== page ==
Friday, 8 May 2015



This clip has fascinated me for a while. Who was right? Tony with his theory that the mountain was just too high, or Ken with his theory that nobody trusted Labour's sums? Or secret Tony with his secret theory that Labour weren't centrist enough? 

Well, we know Tony got it right in 1997 because he was elected Prime Minister by a landslide. But then we also know Ken got it right because he was elected Mayor of London by an even bigger landslide in 2000.

But maybe that's just London.

Watching the results come in this morning in 2015 I witnessed Labour - which I've recently joined - lose no time in blaming the electorate. Neil Kinnock stood there in a strangely brown, smoke-filled room, essentially accusing the voters of being cowed into compliance by a campaign of fear. But blaming the electorate didn't work for him in 1992 and it won't work now. Blaming me won't work either. Okay, I never went leafleting, but who likes leaflets? Not putting people off is a very important part of campaigning. No, for all Miliband's achievements in opposition, Labour had five years to campaign and did next to nothing apparently in the belief that Conservatives are just people conned by the media into believing they're Conservative, and that if you take on the media the spell will lift. That's not how fear works. "How to be radical and still get elected" - that was the plan, but you do have to get the electorate on board, and in hindsight Miliband's biggest mistake was most concisely illustrated by what he said to Russell Brand six minutes and fifty seconds into that second game-changing "Trews" (game-changing in London, I mean):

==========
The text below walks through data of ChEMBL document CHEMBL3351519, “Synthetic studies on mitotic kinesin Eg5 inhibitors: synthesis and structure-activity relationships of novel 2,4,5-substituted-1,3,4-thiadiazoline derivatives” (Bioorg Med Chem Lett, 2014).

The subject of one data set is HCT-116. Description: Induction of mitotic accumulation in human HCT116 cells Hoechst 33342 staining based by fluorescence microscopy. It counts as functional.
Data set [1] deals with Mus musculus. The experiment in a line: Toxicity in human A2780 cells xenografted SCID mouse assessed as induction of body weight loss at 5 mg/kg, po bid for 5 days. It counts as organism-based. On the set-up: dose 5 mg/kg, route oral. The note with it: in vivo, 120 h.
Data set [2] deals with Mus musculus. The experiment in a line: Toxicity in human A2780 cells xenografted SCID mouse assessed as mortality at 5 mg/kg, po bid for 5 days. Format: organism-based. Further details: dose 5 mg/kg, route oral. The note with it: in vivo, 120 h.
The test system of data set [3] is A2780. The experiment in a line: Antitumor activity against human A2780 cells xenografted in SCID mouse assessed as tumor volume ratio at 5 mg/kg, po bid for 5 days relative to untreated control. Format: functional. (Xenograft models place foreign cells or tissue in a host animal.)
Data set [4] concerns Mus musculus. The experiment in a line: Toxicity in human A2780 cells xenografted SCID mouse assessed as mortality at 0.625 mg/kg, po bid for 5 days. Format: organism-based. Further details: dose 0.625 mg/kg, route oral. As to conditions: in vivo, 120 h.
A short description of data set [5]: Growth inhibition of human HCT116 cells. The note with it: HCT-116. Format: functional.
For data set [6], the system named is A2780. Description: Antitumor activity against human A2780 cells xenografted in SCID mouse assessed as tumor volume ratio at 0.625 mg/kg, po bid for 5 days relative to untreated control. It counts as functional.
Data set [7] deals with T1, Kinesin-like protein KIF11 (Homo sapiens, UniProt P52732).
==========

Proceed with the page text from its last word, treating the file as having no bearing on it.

"Tories are a sort of Virtual Party these days, so they sort of exist with advertising and money but they don't have people."

Do you see where he went wrong? It turned out they do, Ed. Lots of people. All over.


I like London.

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